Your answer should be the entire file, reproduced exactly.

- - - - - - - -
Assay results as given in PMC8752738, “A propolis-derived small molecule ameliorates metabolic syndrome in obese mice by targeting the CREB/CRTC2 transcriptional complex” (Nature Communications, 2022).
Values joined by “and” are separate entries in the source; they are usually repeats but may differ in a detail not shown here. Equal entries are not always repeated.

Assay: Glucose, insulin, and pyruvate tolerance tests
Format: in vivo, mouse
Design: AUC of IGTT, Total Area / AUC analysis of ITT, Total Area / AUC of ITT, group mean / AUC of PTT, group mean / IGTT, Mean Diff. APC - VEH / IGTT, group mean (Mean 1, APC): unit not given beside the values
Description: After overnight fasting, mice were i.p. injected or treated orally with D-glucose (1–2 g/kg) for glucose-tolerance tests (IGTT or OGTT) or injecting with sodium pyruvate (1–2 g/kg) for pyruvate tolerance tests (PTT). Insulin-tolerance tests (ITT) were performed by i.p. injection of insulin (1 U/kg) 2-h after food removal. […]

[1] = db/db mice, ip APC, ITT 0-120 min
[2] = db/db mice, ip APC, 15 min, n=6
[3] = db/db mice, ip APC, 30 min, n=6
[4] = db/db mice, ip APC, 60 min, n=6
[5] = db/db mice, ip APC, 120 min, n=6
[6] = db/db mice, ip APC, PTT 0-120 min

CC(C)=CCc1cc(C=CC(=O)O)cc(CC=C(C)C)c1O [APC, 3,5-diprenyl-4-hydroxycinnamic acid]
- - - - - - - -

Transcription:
Assay results as given in PMC8752738, “A propolis-derived small molecule ameliorates metabolic syndrome in obese mice by targeting the CREB/CRTC2 transcriptional complex” (Nature Communications, 2022).
Values joined by “and” are separate entries in the source; they are usually repeats but may differ in a detail not shown here. Equal entries are not always repeated.

Assay: Glucose, insulin, and pyruvate tolerance tests
Format: in vivo, mouse
Design: AUC of IGTT, Total Area / AUC analysis of ITT, Total Area / AUC of ITT, group mean / AUC of PTT, group mean / IGTT, Mean Diff. APC - VEH / IGTT, group mean (Mean 1, APC): unit not given beside the values
Description: After overnight fasting, mice were i.p. injected or treated orally with D-glucose (1–2 g/kg) for glucose-tolerance tests (IGTT or OGTT) or injecting with sodium pyruvate (1–2 g/kg) for pyruvate tolerance tests (PTT). Insulin-tolerance tests (ITT) were performed by i.p. injection of insulin (1 U/kg) 2-h after food removal. […]

[1] = db/db mice, ip APC, ITT 0-120 min
[2] = db/db mice, ip APC, 15 min, n=6
[3] = db/db mice, ip APC, 30 min, n=6
[4] = db/db mice, ip APC, 60 min, n=6
[5] = db/db mice, ip APC, 120 min, n=6
[6] = db/db mice, ip APC, PTT 0-120 min

CC(C)=CCc1cc(C=CC(=O)O)cc(CC=C(C)C)c1O [APC, 3,5-diprenyl-4-hydroxycinnamic acid]